Betting on Pennsylvania

As the race for the White House continues apace, our man on the road - Jonn Elledge - reports on the

Anyone going to their mailbox in Dunmore, Pennsylvania, the other day was in for a nasty shock: a flyer featuring a picture of a foetus with a rope around its neck. Beneath it was the caption: 'Obama won't stop this.'

No prizes for guessing who that came from.

The diner waitress who told me this story was horrified, but probably not for the reasons the Republicans would like. 'What if someone who'd been through that saw it?' she asked. What if some kids did, someone added.

This isn't the only nasty ad to pop up in the state this week. A (now unemployed) Republican staffer sent an email to some of the state's Jewish community warning them against 'making the wrong decision.' 'Many of our ancestors ignored the warning signs in the 1930s and 1940s and made a tragic mistake,' it said. 'Let's not make a similar one this year!'

Godwin's law, alas, doesn't apply in elections. Nonetheless, such tactics suggest a certain panic on the Republicans' part.

John McCain is betting everything on Pennsylvania. It looks like a long shot - it hasn't gone Republican in 20 years, and polls show him 10 points behind. But it would allow him to add 21 electoral votes to his column, while focusing on a single part of the country. And it would slash the swing he needs everywhere else to get him to victory. This, one suspects, explains the decision to throw everything he's got at the state.

Despite the polls, it might just work. The state has been Democratic largely because of the areas around Philadelphia in the east and Pittsburgh in the west. But there's a big rural chunk in between that's far more friendly to Republicans.

And there are also questions over how comfortable the state is with the idea of a black president. Last week Congressman John Murtha got in trouble for announcing that his constituents were racists. The Obama campaign in Erie, in the north west of the state, have twice had to remove roadside signs reading "Vote right, vote white"; more than one voter has told them straight out that they won't vote for a black candidate. And the Obama supporting waitresses in Dunmore speak of a mysterious man known only as "pork chop guy", who told a diner full of people that no one who isn't an old white man would ever get his vote.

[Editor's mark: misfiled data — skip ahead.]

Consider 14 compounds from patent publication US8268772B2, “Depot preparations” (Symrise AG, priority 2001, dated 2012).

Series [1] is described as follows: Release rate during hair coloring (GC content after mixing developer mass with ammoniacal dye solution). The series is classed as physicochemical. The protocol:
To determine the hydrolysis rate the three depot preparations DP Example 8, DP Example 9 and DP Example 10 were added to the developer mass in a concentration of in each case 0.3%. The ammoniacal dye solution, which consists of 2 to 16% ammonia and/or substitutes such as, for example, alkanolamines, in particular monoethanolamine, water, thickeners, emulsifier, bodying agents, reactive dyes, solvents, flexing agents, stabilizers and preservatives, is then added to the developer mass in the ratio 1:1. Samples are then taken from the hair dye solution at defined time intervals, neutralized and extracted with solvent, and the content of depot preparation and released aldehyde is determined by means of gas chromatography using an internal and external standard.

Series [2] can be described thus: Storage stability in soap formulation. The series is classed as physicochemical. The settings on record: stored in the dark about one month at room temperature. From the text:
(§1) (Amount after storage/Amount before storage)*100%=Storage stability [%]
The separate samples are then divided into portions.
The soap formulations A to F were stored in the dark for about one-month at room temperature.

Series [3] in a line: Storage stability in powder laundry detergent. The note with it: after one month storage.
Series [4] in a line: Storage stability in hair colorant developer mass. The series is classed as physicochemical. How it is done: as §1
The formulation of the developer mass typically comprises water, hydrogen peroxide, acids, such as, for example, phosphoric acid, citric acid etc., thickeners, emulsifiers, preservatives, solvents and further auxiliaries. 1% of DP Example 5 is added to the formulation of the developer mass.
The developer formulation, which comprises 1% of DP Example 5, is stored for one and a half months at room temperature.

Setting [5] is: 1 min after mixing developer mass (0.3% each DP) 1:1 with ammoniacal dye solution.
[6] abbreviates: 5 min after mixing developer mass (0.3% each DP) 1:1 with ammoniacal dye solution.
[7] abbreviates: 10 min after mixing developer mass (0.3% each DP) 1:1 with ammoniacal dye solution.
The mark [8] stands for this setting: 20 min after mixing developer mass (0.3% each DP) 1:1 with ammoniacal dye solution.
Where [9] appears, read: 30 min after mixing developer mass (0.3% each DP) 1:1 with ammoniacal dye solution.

There are some signs that such prejudice is a luxury people can no longer afford - this anecdote is a nice, if unrepeatable, example - but the Dems aren't taking any chances. Cathi Zelazny, who's running the campaign in Erie, is planning to flood the polling stations with lawyers to ensure no one is denied their vote on a technicality. And if she has to, she says, she'll physically drag people to the polls. "If Obama loses because we lost Pennsylvania," she adds, "I'll have to leave to state."

Jonn Elledge edits the New Statesman's sister site CityMetric, and writes for the NS about subjects including politics, history and Brexit. You can find him on Twitter or Facebook.

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Sean Spicer's Emmys love-in shows how little those with power fear Donald Trump

There's tolerance for Trump and his minions from those who have little to lose from his presidency.

He actually did it. Sean Spicer managed to fritter away any residual fondness anyone had for him (see here, as predicted), by not having the dignity to slip away quietly from public life and instead trying to write off his tenure under Trump as some big joke.

At yesterday’s Emmys, as a chaser to host Stephen Colbert’s jokes about Donald Trump, Sean Spicer rolled onto the stage on his SNL parody podium and declared, “This will be the largest audience to witness an Emmys, period.” Get it? Because the former communications director lied about the Trump inauguration crowd being the largest in history? Hilarious! What is he like? You can’t take him anywhere without him dropping a lie about a grave political matter and insulting the gravity of the moment and the intelligence of the American people and the world. 

Celebs gasped when they saw him come out. The audience rolled in the aisles. I bet the organisers were thrilled. We got a real live enabler, folks!

It is a soul-crushing sign of the times that obvious things need to be constantly re-stated, but re-state them we must, as every day we wake up and another little bit of horror has been prettified with some TV make-up, or flattering glossy magazine profile lighting.